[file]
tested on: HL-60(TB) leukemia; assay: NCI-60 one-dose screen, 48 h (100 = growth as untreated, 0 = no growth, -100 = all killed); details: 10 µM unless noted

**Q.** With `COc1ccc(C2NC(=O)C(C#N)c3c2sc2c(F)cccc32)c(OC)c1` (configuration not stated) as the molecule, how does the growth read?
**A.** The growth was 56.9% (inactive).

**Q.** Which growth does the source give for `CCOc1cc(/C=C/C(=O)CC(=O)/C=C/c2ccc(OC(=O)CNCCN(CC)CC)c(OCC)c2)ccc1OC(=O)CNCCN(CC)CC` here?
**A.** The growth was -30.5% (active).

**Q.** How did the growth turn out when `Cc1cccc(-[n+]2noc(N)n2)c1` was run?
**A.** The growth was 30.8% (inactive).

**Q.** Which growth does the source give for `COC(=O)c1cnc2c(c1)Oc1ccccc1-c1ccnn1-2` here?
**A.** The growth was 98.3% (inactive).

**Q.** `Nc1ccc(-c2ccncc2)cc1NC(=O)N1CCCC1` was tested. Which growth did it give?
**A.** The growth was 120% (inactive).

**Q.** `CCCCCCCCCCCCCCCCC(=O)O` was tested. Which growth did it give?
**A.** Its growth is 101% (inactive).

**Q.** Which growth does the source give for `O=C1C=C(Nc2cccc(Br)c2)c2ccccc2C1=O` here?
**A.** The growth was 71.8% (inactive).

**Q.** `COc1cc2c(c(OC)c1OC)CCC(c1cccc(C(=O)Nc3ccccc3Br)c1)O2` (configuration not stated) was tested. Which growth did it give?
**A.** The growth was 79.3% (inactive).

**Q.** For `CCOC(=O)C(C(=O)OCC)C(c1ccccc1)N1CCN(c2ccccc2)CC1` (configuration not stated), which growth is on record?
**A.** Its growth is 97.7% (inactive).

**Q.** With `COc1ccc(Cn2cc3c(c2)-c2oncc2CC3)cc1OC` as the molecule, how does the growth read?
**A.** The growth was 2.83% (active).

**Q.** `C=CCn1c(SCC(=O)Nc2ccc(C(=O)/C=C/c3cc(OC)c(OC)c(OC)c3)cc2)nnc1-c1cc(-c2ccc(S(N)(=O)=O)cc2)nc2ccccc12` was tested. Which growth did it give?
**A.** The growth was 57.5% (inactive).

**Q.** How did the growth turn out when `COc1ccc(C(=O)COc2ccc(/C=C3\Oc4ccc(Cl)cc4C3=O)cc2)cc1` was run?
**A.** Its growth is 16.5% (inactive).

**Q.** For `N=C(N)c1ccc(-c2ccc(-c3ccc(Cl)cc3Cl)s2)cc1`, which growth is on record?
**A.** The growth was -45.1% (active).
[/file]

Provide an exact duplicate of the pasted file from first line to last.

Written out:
tested on: HL-60(TB) leukemia; assay: NCI-60 one-dose screen, 48 h (100 = growth as untreated, 0 = no growth, -100 = all killed); details: 10 µM unless noted

**Q.** With `COc1ccc(C2NC(=O)C(C#N)c3c2sc2c(F)cccc32)c(OC)c1` (configuration not stated) as the molecule, how does the growth read?
**A.** The growth was 56.9% (inactive).

**Q.** Which growth does the source give for `CCOc1cc(/C=C/C(=O)CC(=O)/C=C/c2ccc(OC(=O)CNCCN(CC)CC)c(OCC)c2)ccc1OC(=O)CNCCN(CC)CC` here?
**A.** The growth was -30.5% (active).

**Q.** How did the growth turn out when `Cc1cccc(-[n+]2noc(N)n2)c1` was run?
**A.** The growth was 30.8% (inactive).

**Q.** Which growth does the source give for `COC(=O)c1cnc2c(c1)Oc1ccccc1-c1ccnn1-2` here?
**A.** The growth was 98.3% (inactive).

**Q.** `Nc1ccc(-c2ccncc2)cc1NC(=O)N1CCCC1` was tested. Which growth did it give?
**A.** The growth was 120% (inactive).

**Q.** `CCCCCCCCCCCCCCCCC(=O)O` was tested. Which growth did it give?
**A.** Its growth is 101% (inactive).

**Q.** Which growth does the source give for `O=C1C=C(Nc2cccc(Br)c2)c2ccccc2C1=O` here?
**A.** The growth was 71.8% (inactive).

**Q.** `COc1cc2c(c(OC)c1OC)CCC(c1cccc(C(=O)Nc3ccccc3Br)c1)O2` (configuration not stated) was tested. Which growth did it give?
**A.** The growth was 79.3% (inactive).

**Q.** For `CCOC(=O)C(C(=O)OCC)C(c1ccccc1)N1CCN(c2ccccc2)CC1` (configuration not stated), which growth is on record?
**A.** Its growth is 97.7% (inactive).

**Q.** With `COc1ccc(Cn2cc3c(c2)-c2oncc2CC3)cc1OC` as the molecule, how does the growth read?
**A.** The growth was 2.83% (active).

**Q.** `C=CCn1c(SCC(=O)Nc2ccc(C(=O)/C=C/c3cc(OC)c(OC)c(OC)c3)cc2)nnc1-c1cc(-c2ccc(S(N)(=O)=O)cc2)nc2ccccc12` was tested. Which growth did it give?
**A.** The growth was 57.5% (inactive).

**Q.** How did the growth turn out when `COc1ccc(C(=O)COc2ccc(/C=C3\Oc4ccc(Cl)cc4C3=O)cc2)cc1` was run?
**A.** Its growth is 16.5% (inactive).

**Q.** For `N=C(N)c1ccc(-c2ccc(-c3ccc(Cl)cc3Cl)s2)cc1`, which growth is on record?
**A.** The growth was -45.1% (active).